I wasn’t a fan of “hard sciences” when I was younger. Actually, I had a fatal attraction for social sciences (if the difference still makes any sense). Maybe I never fell in love with physics and chemistry because of the lack of passion – not to mention the poor will of engagement with students – of the teachers I came across. It was instead those teaching humanities who were my favourite because of the vibrant emotions they showed during classes.
So I’m always positively surprised when people passionate about, literally, rocket science and the size of planets find cool ways to talk about them. Because, in the end, it’s all about storytelling: how hard is it to find an engaging way to talk about the electromagnetic spectrum and astronomical observations?
I got my answer at the Ace Hotel on 15 April during The Space Project listening party presented by super/collider in collaboration with Fat Possum and Lefse Records. On paper, it sounded like the nerdiest thing to do in London: a bunch of astronomers and space scientists getting together to talk about the Voyager missions and their famous Golden Records. But then I realised that it was all about music – one of the few chances to listen to pure intergalactic sounds.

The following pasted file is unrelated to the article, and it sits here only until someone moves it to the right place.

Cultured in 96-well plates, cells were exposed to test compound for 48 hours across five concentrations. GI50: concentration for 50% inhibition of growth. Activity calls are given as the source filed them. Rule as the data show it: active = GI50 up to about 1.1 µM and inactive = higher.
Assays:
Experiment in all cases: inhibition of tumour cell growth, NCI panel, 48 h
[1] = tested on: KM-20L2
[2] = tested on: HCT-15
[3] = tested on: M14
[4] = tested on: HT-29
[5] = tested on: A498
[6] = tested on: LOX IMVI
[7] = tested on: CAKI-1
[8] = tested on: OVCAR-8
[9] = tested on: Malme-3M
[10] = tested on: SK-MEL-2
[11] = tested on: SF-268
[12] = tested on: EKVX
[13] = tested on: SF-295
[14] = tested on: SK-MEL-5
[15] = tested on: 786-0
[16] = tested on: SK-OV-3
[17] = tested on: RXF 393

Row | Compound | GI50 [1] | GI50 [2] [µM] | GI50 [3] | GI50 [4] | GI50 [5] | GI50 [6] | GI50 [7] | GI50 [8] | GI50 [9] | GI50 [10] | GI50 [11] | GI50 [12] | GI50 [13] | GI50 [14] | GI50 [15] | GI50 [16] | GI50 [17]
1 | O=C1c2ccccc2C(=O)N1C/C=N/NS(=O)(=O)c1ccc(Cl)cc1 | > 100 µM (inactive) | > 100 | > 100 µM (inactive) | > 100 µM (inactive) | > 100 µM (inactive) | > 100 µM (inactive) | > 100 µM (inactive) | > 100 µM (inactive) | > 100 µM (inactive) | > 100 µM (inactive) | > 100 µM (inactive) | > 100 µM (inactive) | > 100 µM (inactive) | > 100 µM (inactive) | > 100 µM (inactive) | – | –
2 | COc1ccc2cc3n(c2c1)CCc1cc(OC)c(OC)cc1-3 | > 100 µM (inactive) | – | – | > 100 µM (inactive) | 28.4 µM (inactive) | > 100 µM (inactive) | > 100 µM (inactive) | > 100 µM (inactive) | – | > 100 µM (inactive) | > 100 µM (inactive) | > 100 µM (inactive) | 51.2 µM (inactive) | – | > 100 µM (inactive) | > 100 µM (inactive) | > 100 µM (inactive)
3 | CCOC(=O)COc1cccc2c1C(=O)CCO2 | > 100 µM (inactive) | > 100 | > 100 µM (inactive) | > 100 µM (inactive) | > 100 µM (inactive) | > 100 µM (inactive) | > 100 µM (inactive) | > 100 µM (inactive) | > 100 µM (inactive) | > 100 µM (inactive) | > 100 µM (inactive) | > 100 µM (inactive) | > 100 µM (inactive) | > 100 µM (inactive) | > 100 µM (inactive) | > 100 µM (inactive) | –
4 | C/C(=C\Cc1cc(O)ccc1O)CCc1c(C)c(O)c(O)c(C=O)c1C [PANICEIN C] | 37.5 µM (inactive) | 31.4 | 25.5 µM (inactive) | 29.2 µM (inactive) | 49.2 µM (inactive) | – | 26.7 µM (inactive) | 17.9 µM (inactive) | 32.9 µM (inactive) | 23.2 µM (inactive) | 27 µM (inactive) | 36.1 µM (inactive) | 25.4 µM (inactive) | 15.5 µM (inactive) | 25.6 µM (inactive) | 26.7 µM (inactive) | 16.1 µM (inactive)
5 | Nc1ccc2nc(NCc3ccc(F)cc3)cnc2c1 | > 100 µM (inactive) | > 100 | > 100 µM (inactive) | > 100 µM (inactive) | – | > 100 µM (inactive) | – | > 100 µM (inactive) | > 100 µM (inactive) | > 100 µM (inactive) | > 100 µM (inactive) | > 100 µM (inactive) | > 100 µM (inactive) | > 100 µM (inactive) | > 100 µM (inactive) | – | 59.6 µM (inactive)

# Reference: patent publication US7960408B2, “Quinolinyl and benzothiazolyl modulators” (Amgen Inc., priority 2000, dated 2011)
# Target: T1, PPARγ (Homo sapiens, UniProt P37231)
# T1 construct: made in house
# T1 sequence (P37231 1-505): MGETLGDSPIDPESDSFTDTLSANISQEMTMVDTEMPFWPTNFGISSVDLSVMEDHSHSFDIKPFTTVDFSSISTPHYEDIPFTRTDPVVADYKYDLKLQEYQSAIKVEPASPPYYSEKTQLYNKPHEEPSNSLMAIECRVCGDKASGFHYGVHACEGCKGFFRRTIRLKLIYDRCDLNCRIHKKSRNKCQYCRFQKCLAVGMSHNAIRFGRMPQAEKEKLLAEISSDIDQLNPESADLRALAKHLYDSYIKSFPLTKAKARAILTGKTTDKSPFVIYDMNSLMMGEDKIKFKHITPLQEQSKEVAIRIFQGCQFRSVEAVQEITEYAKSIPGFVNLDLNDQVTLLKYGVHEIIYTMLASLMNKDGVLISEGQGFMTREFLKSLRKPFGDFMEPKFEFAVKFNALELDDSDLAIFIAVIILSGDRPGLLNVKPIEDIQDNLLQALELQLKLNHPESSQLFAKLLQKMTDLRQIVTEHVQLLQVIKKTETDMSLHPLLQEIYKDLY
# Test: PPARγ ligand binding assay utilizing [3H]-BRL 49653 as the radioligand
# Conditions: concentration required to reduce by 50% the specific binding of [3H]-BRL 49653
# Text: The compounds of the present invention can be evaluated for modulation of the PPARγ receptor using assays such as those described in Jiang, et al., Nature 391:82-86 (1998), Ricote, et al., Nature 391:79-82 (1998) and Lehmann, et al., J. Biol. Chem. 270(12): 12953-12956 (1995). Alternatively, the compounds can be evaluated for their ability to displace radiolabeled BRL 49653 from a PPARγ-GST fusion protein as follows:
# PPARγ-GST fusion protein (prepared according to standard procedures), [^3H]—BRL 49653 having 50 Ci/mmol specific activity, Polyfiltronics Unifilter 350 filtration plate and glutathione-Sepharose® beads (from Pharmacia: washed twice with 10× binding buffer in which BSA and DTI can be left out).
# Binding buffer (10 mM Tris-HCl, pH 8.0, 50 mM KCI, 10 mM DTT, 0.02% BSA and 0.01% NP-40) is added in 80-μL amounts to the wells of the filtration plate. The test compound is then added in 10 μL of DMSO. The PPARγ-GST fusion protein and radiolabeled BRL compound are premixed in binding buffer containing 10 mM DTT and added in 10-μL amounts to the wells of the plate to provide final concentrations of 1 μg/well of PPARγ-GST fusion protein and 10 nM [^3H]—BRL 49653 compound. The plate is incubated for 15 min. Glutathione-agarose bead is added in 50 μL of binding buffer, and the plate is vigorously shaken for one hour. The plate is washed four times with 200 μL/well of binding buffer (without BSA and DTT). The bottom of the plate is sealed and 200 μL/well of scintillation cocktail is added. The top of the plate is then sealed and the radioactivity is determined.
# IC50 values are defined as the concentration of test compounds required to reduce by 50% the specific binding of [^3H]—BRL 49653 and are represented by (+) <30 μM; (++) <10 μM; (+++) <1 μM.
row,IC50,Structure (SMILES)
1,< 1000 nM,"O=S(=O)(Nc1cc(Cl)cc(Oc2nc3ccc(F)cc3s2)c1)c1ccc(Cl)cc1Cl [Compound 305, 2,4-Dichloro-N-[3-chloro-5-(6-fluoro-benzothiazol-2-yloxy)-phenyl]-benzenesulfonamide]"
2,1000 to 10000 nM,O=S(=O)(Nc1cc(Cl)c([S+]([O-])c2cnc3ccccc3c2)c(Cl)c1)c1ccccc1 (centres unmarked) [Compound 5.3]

While the round table delved into cosmic radiations, the mass of astronomical objects, the types of gases in their atmospheres and how sounds propagating into the void were captured by radio telescopes, we listened to the real “voices” of planets and satellites. And right after to the tracks on The Space Project released by Lefse Records, where those same frequencies were manipulated by artists such as Beach House and Zomes (you can stream the boxset here).
By the end of the evening I knew the diameter of Io and the rotational period of Mars. So, mission accomplished. Then the proper DJ set began, but that is another story.